It is probably too late now to book that romantic meal out à deux you were planning on Saturday night. You know, something with soft lighting, pink champagne and a lot of gazing into one another's eyes over a plastic red rose and a candle you would have set your sleeve alight on anyway.
So you're back needing a present. Lingerie (if you're a bloke) won't work. She'll know that that is a present for you, not her, and that you're thinking something other than romance. Lingerie (if you're a woman) will likely be well received.
Chocolates, I'm afraid, are a little unimaginative and have an air of last-minute-stop-at-Texaco about them. Roses are expensive this time of year, especially in these cash-strapped times, and probably ecologically unsound (as well as bloody unlikely to arrive on time given current weather patterns). The box set of Series 3 of Battlestar Galactica (if you're a bloke) falls into the same category as the lingerie.
I have a different suggestion. How about a book? Not Mills & Boon - and especially not the bizarre rugby tie-in book - and not one of those books, but something that gets to the essence of love. Something beautifully written, profound, and - never underestimate the important of form - something wonderfully presented.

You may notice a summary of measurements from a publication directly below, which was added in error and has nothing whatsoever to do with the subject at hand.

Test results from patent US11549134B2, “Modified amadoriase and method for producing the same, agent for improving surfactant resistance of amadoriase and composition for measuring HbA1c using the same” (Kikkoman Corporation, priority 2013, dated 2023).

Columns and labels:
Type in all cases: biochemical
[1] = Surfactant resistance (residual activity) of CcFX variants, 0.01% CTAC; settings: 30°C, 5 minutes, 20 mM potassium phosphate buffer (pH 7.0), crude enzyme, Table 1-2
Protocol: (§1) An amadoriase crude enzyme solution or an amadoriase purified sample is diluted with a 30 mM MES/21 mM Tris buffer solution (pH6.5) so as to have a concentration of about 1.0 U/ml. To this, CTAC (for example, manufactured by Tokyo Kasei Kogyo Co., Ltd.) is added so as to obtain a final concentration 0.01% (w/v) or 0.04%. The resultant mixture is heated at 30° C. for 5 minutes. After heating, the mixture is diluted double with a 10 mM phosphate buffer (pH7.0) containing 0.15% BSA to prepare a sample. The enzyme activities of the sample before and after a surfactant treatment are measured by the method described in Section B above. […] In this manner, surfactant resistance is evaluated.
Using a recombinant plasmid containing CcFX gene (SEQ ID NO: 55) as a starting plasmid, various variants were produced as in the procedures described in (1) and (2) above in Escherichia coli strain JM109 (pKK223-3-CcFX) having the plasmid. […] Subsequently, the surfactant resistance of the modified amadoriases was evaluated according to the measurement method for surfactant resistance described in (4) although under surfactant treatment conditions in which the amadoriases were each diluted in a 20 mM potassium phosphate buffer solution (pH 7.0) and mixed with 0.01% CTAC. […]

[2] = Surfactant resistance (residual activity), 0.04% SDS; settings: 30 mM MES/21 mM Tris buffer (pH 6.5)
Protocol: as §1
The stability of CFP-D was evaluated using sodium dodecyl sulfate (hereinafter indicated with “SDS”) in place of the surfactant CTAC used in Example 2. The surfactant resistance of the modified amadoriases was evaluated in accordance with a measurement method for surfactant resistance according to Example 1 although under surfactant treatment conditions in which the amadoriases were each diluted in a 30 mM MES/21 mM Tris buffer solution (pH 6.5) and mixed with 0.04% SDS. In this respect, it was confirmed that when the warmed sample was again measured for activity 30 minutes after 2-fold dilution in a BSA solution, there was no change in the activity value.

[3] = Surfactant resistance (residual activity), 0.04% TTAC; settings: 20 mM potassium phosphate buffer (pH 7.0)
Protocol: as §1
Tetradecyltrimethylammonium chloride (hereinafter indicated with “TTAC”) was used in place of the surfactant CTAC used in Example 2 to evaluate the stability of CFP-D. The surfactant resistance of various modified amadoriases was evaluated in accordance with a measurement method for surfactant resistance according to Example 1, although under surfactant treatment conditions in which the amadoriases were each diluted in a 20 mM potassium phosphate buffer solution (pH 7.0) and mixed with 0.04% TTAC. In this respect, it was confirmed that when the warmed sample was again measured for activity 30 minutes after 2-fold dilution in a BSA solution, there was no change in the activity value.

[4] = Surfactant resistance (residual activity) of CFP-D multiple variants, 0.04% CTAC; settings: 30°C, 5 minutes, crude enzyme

Something like the Everyman Pocket Classic's Love Stories. First and foremost it is a beautiful-looking book, thoughtfully illustrated. The PR notes that came with it emphasises that these books are "sewn, clothbound hardbacks with a slik ribbon marker and are printed on a fine cream wove, acid-free paper". When you read those words you wonder why they bother, but when you pick up the book you understand. Like all the Everyman books, it is done exceptionally well.
And then there's the content, thoughtfully assembled by Diana Secker Tesdell. What is impressive about this book is the way it reflects love in all its multi-faceted glory. The book opens with a short story from one of the masters of the art, Guy De Maupassant, whose classic Clair de Lune speaks of the raw, paralysing and surprising power of love. I also particularly enjoyed F. Scott Fitzgerald's Winter Dreams, an eloquent exposition on both the American dream and the illusory nature of love.
There's wit from Roald Dahl, a little eroticism thrown in from Colette and DH Lawrence and some really terrific writers I haven't gotten around to yet: Dorothy Parker, Tobias Wolff and Margaret Atwood.
Of course, not every one is the romantic type, even on St Valentine's Day. So if it's murder and mayhem you're after, I heartily recommend Too Close to Home by Linwood Barclay, or for something a little gentler, Alan Bradley's exquisite thriller The Sweetness at the Bottom of the Pie.